together. We don’t clip or fit any cattle for our sales. We believe in selling them as “they are everyday�. After the catalog is printed then its time to start contacting people and sending out catalogs. We spend countless hours sending emails, texting and making phone calls. The closer to the sale date, the more hours spent. Sale time arrives, we move the cattle to the sales barn the day before and preg check the night before. Sale day starts by penning and getting everything set up for the buyers to view. As the day progresses, we talk to on-site

As a family, we enter about eight fall fairs

buyers, take phone calls and send last minute pictures

throughout Eastern Ontario and Quebec. It is

and videos. When the sale finally starts we actually get a

really hard to pick a favourite because they all

chance to take a break, maybe.

MAINE MAIL | VOL. 11 ISSUE 1

have certain things we enjoy. We do two local

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fairs which are more about the 4-H shows. We

Once the sale is over, we organize trucking and get

enter four that are more ag-based fairs and talk

cattle moved. It normally takes a few weeks to get them

to a lot of people about our cattle at these fairs.

headed to where they are going. Any cattle going to the US come home to get vet paperwork done, then

We have Lindsay Exhibition fair which is our

trucking arranged and broker paperwork set up.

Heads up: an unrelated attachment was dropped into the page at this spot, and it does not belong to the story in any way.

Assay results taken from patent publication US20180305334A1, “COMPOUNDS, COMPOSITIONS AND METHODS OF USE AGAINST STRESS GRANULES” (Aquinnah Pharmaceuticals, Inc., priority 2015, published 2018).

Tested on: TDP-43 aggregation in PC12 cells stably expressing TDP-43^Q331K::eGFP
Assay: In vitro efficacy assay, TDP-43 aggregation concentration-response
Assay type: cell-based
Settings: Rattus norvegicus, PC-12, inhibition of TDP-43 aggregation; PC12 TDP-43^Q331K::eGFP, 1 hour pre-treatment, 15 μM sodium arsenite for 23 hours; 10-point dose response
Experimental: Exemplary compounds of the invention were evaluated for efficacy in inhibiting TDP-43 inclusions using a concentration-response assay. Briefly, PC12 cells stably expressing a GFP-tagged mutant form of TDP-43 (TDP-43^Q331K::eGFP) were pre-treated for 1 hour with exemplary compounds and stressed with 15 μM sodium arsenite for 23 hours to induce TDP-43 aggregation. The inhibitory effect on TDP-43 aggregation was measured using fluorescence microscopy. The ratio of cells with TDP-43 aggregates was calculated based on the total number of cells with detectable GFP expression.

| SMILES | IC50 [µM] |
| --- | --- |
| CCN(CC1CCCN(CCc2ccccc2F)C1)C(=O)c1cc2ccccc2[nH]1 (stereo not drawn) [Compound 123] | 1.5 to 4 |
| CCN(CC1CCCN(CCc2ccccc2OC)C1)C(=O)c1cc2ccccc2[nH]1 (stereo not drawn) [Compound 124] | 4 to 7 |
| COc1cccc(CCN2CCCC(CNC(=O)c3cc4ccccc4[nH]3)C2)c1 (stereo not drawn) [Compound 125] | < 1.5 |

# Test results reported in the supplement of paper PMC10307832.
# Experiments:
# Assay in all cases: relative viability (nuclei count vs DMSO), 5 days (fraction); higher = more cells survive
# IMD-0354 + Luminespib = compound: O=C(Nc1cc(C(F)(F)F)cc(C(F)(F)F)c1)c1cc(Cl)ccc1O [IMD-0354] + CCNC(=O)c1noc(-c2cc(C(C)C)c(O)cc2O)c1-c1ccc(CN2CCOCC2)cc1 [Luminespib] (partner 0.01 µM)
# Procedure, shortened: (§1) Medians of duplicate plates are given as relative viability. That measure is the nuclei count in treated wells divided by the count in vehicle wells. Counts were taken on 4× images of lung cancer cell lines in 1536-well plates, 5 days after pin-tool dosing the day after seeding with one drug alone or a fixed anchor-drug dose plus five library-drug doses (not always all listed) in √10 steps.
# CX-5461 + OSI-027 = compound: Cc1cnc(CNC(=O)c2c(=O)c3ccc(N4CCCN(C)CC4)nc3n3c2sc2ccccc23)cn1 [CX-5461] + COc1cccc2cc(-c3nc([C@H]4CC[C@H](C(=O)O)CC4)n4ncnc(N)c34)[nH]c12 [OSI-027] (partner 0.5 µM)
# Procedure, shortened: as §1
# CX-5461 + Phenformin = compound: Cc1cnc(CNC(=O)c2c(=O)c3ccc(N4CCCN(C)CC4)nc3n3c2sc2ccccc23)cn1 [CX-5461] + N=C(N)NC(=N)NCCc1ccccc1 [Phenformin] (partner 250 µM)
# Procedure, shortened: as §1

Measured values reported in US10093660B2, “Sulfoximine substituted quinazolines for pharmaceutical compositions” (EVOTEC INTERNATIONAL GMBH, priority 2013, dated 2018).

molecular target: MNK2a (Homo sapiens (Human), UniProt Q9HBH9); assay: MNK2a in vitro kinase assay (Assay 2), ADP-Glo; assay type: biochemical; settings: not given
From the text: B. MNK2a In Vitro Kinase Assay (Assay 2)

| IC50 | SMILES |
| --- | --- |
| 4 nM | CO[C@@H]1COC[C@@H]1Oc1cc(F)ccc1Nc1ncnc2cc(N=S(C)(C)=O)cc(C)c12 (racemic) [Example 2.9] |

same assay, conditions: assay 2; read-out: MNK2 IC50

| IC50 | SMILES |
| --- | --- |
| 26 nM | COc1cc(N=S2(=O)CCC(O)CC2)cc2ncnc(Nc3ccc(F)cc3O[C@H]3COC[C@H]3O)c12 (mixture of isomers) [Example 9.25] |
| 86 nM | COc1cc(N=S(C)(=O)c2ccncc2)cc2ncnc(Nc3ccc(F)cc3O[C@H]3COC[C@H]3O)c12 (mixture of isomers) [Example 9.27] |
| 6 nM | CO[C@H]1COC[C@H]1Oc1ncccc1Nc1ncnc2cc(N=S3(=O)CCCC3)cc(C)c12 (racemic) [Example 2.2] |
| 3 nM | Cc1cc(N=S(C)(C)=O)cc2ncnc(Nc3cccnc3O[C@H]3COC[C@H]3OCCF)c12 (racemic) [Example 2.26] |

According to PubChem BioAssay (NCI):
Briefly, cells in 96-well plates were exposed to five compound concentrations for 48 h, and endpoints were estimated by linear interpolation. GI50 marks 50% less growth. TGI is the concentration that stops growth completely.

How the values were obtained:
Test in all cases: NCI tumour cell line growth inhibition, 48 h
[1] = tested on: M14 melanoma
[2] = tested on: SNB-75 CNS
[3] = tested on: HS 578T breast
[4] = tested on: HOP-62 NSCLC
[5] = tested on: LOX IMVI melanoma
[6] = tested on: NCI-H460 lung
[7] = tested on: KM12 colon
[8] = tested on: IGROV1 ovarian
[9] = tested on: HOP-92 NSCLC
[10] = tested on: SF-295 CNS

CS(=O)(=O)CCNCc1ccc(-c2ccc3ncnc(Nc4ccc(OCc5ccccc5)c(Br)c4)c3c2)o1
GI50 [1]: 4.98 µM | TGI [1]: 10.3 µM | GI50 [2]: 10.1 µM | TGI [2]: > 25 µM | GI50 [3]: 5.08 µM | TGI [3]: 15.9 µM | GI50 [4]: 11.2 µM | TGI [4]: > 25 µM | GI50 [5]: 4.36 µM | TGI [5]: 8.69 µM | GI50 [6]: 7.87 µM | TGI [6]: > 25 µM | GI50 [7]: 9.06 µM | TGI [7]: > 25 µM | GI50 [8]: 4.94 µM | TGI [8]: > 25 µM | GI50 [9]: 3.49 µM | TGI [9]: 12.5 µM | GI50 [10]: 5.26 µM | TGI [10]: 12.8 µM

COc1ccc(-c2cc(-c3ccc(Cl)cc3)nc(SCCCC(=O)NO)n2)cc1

Ontario show and our largest show. I guess this would have to be our favourite as we get to see

After the sale, I keep in contact with buyers to see that

other breeders and have a little stiffer

the cattle arrived and settle in okay. Anything bred, I like

competition. We look forward to seeing fellow

to know when they calve and even see pictures of the

breeders and catching up with them. We also

calves. A little follow-up goes a long way to making the

support local youth in the 4-H program by

next sale a success.

taking in youth, supplying them with calves and teaching them about cattle and showing.

Watch for info on our December 4, 2021 Sale.



MEMBER HISTORY Continued from Fall 2020

Rocky Lane Farms Alex Jensen’s interest in the Maine-Anjou breed started

sale was held in 2003 just prior to the BSE crisis, Since

at 15 years old when he and his grandfather, Alexander

then, bulls and heifers have been offered by private

Soop, bought a Charolais cow bred Maine-Anjou at the

treaty.

Stettler Auction Market. After seeing the performance of that calf compared to the others, Chris and Alex start to

Alex served on the Alberta Maine-Anjou Association

artificially inseminate some of Chris’ cowherd to Maine

board and was President of the Canadian Maine-Anjou

bulls. The resulting calves were superior to the other

Association from 1998 to 2000.

A.I. bred calves from other breeds so they stuck with the breed. Some of the early bloodlines used included

Alex and Mary-Ann married in December of 2000 and

Capone, Bysantin, and the first bull purchased was

Mattie was born in December of 2004. The farm has

Poland’s Etula from Larry Poland. After purchasing Mr.

transitioned to a commercial operation with the majority

Invader RS8M out of the Alberta Bull Test Station, the

of cows being high percentage Maine-Anjou. They still

Jensen family started showing cattle, winning Grand

offer commercial bulls and heifers private treaty.